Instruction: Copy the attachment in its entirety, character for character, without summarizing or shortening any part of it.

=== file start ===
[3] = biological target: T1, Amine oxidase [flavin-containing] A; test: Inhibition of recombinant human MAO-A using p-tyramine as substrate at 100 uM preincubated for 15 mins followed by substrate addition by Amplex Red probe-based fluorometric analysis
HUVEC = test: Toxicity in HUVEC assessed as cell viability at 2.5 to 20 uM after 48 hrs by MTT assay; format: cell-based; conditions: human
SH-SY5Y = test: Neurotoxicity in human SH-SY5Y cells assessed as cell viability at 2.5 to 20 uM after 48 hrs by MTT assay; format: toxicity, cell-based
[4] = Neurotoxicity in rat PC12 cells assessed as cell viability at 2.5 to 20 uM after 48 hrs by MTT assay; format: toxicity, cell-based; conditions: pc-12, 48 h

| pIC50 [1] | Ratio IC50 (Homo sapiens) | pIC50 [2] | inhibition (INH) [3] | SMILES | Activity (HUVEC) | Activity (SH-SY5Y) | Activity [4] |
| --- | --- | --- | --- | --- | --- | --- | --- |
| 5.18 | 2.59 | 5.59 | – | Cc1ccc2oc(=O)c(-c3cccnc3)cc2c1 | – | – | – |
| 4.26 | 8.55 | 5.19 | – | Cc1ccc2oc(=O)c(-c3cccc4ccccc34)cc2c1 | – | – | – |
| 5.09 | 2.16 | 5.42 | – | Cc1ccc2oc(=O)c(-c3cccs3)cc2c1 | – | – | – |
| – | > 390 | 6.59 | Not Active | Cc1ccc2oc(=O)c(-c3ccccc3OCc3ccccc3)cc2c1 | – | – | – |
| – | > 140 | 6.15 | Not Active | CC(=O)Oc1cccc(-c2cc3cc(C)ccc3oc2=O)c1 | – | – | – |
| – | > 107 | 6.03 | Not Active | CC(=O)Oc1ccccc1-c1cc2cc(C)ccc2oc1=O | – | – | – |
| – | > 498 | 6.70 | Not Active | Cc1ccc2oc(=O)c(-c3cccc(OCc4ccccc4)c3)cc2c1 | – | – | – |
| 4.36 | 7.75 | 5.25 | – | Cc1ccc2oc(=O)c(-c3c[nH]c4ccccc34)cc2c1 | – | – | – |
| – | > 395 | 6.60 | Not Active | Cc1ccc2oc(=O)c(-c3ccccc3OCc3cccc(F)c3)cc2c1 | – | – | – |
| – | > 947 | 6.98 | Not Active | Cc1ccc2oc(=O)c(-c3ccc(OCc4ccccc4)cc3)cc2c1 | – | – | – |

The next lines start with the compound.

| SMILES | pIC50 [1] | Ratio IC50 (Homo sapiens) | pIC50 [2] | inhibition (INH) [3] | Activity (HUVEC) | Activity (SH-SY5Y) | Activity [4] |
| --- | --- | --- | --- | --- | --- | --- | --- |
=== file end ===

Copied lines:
[3] = biological target: T1, Amine oxidase [flavin-containing] A; test: Inhibition of recombinant human MAO-A using p-tyramine as substrate at 100 uM preincubated for 15 mins followed by substrate addition by Amplex Red probe-based fluorometric analysis
HUVEC = test: Toxicity in HUVEC assessed as cell viability at 2.5 to 20 uM after 48 hrs by MTT assay; format: cell-based; conditions: human
SH-SY5Y = test: Neurotoxicity in human SH-SY5Y cells assessed as cell viability at 2.5 to 20 uM after 48 hrs by MTT assay; format: toxicity, cell-based
[4] = Neurotoxicity in rat PC12 cells assessed as cell viability at 2.5 to 20 uM after 48 hrs by MTT assay; format: toxicity, cell-based; conditions: pc-12, 48 h

| pIC50 [1] | Ratio IC50 (Homo sapiens) | pIC50 [2] | inhibition (INH) [3] | SMILES | Activity (HUVEC) | Activity (SH-SY5Y) | Activity [4] |
| --- | --- | --- | --- | --- | --- | --- | --- |
| 5.18 | 2.59 | 5.59 | – | Cc1ccc2oc(=O)c(-c3cccnc3)cc2c1 | – | – | – |
| 4.26 | 8.55 | 5.19 | – | Cc1ccc2oc(=O)c(-c3cccc4ccccc34)cc2c1 | – | – | – |
| 5.09 | 2.16 | 5.42 | – | Cc1ccc2oc(=O)c(-c3cccs3)cc2c1 | – | – | – |
| – | > 390 | 6.59 | Not Active | Cc1ccc2oc(=O)c(-c3ccccc3OCc3ccccc3)cc2c1 | – | – | – |
| – | > 140 | 6.15 | Not Active | CC(=O)Oc1cccc(-c2cc3cc(C)ccc3oc2=O)c1 | – | – | – |
| – | > 107 | 6.03 | Not Active | CC(=O)Oc1ccccc1-c1cc2cc(C)ccc2oc1=O | – | – | – |
| – | > 498 | 6.70 | Not Active | Cc1ccc2oc(=O)c(-c3cccc(OCc4ccccc4)c3)cc2c1 | – | – | – |
| 4.36 | 7.75 | 5.25 | – | Cc1ccc2oc(=O)c(-c3c[nH]c4ccccc34)cc2c1 | – | – | – |
| – | > 395 | 6.60 | Not Active | Cc1ccc2oc(=O)c(-c3ccccc3OCc3cccc(F)c3)cc2c1 | – | – | – |
| – | > 947 | 6.98 | Not Active | Cc1ccc2oc(=O)c(-c3ccc(OCc4ccccc4)cc3)cc2c1 | – | – | – |

The next lines start with the compound.

| SMILES | pIC50 [1] | Ratio IC50 (Homo sapiens) | pIC50 [2] | inhibition (INH) [3] | Activity (HUVEC) | Activity (SH-SY5Y) | Activity [4] |
| --- | --- | --- | --- | --- | --- | --- | --- |